After Julius Randle scored 37 points in a win over the Washington Wizards on March 23, shops around the country made the New York Knicks forward the odds-on favorite to win the Most Improved Player Award. The move was correct. Randle has clearly made massive leaps in his game with improvements as a shooter and a passer; all while keeping the Knicks in the hunt for their first playoff berth since the 2012-2013 season. As of now, the lowest price on Randle to win the award is -155 at both DraftKings and FanDuel, which carries an implied probability of 60.8 percent. That is a high price with no value in betting at this point, and while Randle is a rightful favorite, there is a candidate emerging to challenge him for the award.
Just one week ago bettors could have found Zion Williamson at 100-1 odds to win Most Improved Player. As of today, the best odds on him can be found at 80-1 at BetMGM and a price like that is worth investing in when you consider Williamson’s résumé. The sophomore sensation has improved his field-goal percentage from 58.3 percent to 62.4 this season entering Sunday’s game against the Rockets. That efficiency has led to him adding 3.9 points per game, but where he has arguably improved the most is as a facilitator.
Williamson has taken on bigger role as a ball-handler, and as result we have seen his assist numbers jump as well. Last season, Williamson averaged 2.1 assists per game, but this season that figure is up to 3.5 per game. That is not a massive jump, but his role change has come later in the season. In the first 18 games of the season Williamson was still playing more off the ball, and he averaged just 2.3 assists. In the past 26 games he has played entering Sunday, that average is up to 4.4 per game, and on the season his assist rate is up to 17.5 percent, according to Cleaning The Glass.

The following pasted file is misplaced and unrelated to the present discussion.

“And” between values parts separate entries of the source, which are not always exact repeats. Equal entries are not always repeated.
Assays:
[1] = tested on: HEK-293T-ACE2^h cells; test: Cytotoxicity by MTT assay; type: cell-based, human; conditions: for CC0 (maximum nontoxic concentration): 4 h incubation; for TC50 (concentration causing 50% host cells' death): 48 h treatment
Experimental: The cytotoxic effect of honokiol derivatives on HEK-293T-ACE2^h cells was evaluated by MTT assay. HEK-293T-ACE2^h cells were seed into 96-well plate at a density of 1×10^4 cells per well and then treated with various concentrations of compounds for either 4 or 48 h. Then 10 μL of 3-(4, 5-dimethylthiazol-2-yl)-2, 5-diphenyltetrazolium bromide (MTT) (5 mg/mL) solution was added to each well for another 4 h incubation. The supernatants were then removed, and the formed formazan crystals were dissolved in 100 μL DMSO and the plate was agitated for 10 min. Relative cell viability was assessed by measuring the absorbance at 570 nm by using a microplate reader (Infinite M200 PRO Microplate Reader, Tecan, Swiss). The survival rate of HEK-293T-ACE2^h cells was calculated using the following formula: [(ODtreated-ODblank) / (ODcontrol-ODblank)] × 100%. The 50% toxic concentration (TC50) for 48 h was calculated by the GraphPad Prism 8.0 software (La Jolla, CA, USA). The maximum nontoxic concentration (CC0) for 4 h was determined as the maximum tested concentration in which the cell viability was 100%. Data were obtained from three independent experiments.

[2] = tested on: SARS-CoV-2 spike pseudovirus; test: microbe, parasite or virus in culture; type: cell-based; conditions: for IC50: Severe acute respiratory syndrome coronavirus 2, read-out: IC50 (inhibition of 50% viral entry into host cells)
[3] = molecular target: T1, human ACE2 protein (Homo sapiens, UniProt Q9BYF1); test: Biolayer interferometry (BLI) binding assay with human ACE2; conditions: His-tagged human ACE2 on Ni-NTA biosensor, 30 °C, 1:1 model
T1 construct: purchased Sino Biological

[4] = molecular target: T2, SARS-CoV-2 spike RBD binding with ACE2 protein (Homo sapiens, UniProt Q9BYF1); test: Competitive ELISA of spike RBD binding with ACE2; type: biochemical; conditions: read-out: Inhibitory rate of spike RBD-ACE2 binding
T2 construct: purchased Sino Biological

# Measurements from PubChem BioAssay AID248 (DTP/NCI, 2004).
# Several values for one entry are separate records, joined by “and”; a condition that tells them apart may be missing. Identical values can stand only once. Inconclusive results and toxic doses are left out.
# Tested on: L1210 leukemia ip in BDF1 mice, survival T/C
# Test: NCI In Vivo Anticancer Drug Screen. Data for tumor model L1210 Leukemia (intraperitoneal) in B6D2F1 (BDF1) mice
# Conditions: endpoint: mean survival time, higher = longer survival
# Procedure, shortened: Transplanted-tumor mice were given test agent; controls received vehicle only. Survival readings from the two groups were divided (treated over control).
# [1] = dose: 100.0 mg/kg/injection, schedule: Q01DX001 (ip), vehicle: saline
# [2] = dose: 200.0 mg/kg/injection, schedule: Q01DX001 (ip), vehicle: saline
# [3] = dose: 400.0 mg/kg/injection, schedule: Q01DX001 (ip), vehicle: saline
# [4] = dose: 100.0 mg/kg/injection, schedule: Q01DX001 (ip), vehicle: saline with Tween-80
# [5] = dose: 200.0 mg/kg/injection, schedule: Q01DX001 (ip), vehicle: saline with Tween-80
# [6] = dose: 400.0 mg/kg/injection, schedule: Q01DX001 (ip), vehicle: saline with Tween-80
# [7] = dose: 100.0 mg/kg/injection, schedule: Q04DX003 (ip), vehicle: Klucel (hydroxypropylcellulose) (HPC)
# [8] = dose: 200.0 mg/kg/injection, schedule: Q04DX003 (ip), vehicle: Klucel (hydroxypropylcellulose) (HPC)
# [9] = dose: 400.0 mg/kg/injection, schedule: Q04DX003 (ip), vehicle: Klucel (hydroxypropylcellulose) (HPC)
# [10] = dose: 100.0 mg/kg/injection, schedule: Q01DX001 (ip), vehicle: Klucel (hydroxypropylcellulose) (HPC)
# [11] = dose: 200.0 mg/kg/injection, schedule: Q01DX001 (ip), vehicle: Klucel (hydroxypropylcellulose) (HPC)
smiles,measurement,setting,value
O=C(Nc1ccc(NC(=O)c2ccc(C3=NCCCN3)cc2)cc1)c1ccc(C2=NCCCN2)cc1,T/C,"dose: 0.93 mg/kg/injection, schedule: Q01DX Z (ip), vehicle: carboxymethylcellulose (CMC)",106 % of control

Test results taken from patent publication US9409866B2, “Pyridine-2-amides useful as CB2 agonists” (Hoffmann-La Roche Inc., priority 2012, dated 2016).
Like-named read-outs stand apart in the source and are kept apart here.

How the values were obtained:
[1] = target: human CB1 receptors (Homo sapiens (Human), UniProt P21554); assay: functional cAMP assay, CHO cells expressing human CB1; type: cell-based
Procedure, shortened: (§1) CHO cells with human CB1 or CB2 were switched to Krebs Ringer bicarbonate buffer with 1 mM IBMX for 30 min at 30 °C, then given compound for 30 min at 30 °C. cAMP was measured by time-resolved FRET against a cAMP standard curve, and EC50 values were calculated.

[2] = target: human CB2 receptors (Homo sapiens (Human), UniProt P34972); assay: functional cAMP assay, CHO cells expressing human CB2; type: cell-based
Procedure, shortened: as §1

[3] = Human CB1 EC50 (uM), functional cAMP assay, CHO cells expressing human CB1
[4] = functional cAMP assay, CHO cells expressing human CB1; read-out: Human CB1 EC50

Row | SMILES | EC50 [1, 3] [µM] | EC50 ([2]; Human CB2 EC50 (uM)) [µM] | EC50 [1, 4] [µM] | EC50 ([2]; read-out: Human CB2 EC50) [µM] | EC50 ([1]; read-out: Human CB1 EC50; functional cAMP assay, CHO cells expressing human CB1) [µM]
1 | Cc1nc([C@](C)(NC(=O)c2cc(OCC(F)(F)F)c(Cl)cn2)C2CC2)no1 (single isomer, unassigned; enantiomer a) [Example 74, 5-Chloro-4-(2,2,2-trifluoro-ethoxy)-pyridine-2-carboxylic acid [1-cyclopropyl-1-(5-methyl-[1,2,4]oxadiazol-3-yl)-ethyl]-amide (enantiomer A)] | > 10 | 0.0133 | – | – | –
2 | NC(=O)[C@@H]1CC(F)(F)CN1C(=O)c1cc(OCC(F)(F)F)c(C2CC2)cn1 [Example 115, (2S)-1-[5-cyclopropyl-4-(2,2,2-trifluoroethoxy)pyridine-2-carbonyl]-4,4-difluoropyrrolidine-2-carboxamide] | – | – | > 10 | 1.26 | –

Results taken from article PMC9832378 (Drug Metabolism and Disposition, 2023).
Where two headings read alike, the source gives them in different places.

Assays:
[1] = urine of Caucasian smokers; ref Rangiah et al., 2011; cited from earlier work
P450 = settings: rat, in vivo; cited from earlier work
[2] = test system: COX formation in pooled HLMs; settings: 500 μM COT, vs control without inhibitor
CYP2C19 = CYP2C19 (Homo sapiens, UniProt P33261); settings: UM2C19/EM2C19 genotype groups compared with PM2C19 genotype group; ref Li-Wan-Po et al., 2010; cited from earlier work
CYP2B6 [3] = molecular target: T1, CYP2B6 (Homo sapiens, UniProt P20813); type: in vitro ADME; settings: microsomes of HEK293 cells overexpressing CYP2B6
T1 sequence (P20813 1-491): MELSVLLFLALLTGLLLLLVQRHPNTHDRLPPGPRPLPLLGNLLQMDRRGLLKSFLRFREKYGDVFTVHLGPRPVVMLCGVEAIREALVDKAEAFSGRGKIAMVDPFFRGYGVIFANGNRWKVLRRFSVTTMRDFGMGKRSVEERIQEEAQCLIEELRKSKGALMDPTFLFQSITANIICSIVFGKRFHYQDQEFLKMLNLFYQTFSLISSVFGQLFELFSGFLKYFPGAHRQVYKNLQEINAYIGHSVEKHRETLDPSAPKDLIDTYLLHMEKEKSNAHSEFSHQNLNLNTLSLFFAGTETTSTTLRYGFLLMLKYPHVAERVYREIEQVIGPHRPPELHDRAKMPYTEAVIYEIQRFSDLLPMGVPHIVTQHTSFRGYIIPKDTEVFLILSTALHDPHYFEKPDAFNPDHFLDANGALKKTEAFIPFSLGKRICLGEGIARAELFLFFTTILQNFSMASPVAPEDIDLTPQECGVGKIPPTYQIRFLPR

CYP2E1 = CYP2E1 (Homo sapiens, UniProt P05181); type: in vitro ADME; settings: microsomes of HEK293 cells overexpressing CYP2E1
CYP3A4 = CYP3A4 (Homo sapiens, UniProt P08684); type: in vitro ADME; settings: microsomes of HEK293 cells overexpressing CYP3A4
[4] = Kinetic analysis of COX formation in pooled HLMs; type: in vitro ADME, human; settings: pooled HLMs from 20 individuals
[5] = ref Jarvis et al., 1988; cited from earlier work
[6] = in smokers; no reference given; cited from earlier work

There are numbers that reflect Williamson’s improvement as a point forward as well. According to the NBA tracking data, when he is the ball handler on a pick-and-roll the Pelicans are averaging 1.09 points per possession, which leads the team. They shoot 58.8 percent from the floor when Williamson runs a pick-and-roll and they score 53.4 percent of the time. By comparison, the Knick average just 1.0 point per possession when Randle runs a pick-and-roll and their scoring frequency is just 45.3 percent.
Now, Randle is just a different player so the pick-and-roll numbers are not the best comparison, so what about post-ups? Williamson actually has the edge there, too. When Williamson posts up an opponent, the Pelicans average 0.98 points per possession compared to the 0.94 points per possession the Knicks average when Randle posts up. New Orleans scores 50.4 percent of the time on a Williamson post-up, compared to the Knicks’ 47.9 percent scoring frequency on a Randle post-up.
This piece is not meant to present a case against Randle to win the award, but to show bettors that Williamson has a case on par with Randle which presents value in the Most Improved Player market. At 80-1 odds, the market is saying Williamson has just a 1.2 percent chance to win this award — which is too low given the case he has. Other markets have started to make the adjustment, as well. PointsBet is as low as 25-1 and DraftKings currently has 30-1 odds on Williamson to win. Those prices still present some value, but that 80-1 price tag is the one worth investing in.
Most Improved seems to be a highly subjective criterion, but for me this is pretty cut-and-dry. How much has player improved his game from the season prior? Both Randle and Williamson have strong cases to show their improvement, and the winds are starting to shift in Williamson’s favor. Don’t miss out on it.